XML Serialization

November 30, 2006 at 2:06 AMJoshua Harley

I know you don't see anything on your end, but the backend has had a major overhaul! I finally got away from using ArrayLists to return my data and instead wrote my own collections (based off of the abstract class System.Collections.CollectionBase) and added the [XmlAttribute], [XmlElement], [XmlRoot], and lastly [XmlArrayItem] to the classes to allow them to be serialized. It doesn't mean much to you viewers, but it does allow me to actually publish a specification that doesn't rely on the .net framework. It is quite late and I am tired, so I'll cut this short. Hopefully some of the other functionality will be available to you soon!

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Comment Splitting

November 27, 2006 at 4:18 PMJoshua Harley

Well, thanks to the keen eye of my brother a small, but important, slip up has been fixed. It was an artifact of using the SQL "SELECT ... WHERE ... LIKE ... %" clause, and I was just simply checking for the categories based on their index number. The problem with that was the SELECT statement was "WHERE Categories LIKE '%' + CAST(@categoryID AS nvarchar(10)) + '%'". All that did was check the category number for <anything>CategoryNumber<anything> - which worked just fine with single digit numbers. Jared noticied this with category #2, which matched everything from category 2, 12, all of the 20s, etc. To remedy this, I changed the layout to use pipes, so now they are stored like |1|2|3| instead of 1,2,3. Once again, thanks Jared!

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One more thing

November 25, 2006 at 6:14 AMJoshua Harley
Just a quick note! I have upgraded my main server, Tsunami, to 64-bit. More on that later! Also, it is a bunch of fun working with SQL (I haven't worked with it this much before). I have stored procedures doing all the calls into it so far, to help reduce the attack surface. To help visitors see the site quicker (my site isn't that frequently visited) I am only using the precompiled version of my website, so when the application loads it just starts spitting out the HTML and all that stuff. It's a really neat feature of Visual Studio 2005 and ASP.NET 2.0.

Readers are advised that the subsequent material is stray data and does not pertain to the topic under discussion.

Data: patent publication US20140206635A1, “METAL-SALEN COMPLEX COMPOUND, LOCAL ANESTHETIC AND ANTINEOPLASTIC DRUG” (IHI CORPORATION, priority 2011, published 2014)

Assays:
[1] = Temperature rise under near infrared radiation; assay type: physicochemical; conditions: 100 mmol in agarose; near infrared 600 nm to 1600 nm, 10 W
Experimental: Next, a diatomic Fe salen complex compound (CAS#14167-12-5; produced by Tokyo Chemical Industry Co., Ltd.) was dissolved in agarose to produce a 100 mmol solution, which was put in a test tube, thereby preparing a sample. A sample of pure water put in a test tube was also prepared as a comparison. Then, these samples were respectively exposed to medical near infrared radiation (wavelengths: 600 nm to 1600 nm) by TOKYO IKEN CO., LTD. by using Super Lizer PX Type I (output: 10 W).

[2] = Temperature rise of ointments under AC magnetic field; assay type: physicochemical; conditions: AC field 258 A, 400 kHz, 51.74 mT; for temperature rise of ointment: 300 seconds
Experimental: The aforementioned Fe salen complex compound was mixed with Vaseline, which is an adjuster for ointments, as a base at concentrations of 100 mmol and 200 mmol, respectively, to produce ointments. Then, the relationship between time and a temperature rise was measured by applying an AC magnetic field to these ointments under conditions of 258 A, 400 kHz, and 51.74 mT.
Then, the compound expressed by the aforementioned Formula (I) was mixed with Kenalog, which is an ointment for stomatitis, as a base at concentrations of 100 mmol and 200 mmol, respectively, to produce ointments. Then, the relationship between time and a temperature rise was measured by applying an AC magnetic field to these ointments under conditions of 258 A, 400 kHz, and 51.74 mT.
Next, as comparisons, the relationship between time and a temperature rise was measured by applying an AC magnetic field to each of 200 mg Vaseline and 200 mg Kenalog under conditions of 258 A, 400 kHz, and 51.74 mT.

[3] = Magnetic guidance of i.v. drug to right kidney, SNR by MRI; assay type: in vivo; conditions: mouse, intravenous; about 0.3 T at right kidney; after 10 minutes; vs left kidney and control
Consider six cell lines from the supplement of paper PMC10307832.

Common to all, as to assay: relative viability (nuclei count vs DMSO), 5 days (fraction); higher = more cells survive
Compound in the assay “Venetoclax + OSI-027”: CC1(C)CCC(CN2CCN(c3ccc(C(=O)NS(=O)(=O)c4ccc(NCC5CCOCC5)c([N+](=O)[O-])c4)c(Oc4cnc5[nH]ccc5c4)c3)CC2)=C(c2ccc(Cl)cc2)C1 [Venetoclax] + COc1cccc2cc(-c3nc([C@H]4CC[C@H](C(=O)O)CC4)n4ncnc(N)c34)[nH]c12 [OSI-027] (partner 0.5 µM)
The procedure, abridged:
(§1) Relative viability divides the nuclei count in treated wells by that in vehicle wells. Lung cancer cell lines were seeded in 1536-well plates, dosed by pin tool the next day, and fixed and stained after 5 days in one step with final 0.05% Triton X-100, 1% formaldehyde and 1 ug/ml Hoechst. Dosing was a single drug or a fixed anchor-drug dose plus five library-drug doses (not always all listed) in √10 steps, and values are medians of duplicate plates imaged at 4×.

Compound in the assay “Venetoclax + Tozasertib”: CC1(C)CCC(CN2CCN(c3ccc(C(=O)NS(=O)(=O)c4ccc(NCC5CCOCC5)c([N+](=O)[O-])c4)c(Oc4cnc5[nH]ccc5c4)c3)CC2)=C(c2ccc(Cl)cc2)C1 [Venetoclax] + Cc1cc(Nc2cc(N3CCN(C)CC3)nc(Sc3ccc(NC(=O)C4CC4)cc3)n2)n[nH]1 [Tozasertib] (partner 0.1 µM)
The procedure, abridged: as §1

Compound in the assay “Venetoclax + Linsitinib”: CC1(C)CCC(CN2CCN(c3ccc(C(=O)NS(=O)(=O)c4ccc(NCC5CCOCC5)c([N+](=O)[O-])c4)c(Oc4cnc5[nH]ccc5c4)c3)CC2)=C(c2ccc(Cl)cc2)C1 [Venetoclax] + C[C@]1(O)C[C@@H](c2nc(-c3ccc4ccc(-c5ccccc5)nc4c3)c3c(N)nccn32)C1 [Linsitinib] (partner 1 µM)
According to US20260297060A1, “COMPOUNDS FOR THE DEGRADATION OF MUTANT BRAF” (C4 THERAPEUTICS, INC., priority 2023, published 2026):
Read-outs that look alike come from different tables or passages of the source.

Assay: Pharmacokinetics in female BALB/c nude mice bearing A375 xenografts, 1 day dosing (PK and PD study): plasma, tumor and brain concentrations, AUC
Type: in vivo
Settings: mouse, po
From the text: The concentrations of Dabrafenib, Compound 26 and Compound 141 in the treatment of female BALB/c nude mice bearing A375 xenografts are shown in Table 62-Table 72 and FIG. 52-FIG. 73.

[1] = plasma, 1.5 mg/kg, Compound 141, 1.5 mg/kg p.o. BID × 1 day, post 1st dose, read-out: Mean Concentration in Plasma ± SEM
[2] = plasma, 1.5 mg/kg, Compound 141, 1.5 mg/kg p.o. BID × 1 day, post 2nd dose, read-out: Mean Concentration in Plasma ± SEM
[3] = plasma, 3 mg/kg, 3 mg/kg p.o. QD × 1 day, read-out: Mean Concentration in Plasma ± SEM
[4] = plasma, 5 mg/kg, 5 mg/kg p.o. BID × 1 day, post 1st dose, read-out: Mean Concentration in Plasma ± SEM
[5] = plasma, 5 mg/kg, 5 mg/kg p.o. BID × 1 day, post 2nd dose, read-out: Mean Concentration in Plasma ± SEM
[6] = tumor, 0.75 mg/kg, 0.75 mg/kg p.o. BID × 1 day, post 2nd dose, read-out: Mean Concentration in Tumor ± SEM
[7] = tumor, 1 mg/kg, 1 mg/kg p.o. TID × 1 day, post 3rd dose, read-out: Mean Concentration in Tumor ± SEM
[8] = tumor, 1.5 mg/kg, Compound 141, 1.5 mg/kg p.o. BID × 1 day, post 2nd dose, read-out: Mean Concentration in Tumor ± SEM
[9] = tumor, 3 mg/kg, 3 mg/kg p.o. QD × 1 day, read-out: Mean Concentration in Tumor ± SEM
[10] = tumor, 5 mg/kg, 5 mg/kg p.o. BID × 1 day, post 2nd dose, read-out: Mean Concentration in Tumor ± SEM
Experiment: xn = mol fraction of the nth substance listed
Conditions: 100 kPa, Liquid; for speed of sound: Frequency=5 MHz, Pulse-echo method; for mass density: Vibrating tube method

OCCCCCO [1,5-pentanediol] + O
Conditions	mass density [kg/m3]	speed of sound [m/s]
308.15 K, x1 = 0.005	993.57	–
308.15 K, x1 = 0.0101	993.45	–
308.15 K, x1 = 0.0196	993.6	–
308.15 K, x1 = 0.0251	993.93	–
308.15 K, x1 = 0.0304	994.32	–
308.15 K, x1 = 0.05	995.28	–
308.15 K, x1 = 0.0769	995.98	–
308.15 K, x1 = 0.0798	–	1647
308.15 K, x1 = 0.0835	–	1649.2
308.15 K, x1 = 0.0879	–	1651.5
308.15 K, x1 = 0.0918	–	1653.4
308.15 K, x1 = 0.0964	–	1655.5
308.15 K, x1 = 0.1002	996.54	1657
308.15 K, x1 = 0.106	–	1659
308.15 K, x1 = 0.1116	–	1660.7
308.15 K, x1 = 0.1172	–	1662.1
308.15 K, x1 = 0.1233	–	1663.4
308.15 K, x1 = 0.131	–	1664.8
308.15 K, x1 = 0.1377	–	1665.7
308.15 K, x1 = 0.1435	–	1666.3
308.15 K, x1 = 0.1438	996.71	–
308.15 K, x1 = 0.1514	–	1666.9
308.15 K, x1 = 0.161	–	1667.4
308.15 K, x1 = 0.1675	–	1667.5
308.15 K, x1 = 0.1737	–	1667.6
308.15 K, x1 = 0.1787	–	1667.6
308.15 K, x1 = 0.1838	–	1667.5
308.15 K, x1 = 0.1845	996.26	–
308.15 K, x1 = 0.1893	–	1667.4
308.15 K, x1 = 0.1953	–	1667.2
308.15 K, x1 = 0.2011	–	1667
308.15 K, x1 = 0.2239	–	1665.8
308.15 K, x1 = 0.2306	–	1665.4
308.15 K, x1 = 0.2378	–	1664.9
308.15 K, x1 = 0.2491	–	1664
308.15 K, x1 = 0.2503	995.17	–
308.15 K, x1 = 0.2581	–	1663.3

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Creating my own blog

November 25, 2006 at 6:00 AMJoshua Harley
Well, as I am sure you have noticed, I am attempting to create my own blog. I hope to have the basics done soon, but for now you can at least view the 10 latest entries as I add them back in. This blog will be coded using ASP.NET 2.0 (in C#) using both the master pages and having a web service backend. For storage I have moved to Microsoft SQL Server 2005. I wasn't too happy about how dasBlog was performing, so instead of searching for yet another one (that'd make three that I've tried to use) I decided that I have learned enough to get me started. I have used many online resources, from google to codeproject to a new site I can't remember right now. All of this code is written by me, and you won't find any online examples that match my code (like you do with some projects when people find codeproject and whatnot.) Ok, so far you have only two pages: default.aspx, which you're probably viewing right now, and category.aspx, which I just got working this morning. Yes, that means you can click on the categories listed beneath the entries and it will show you all related entries (once again, that I have entered so far.) Well, it is early in the morning and I am quite tired. Keep an eye out for progress!

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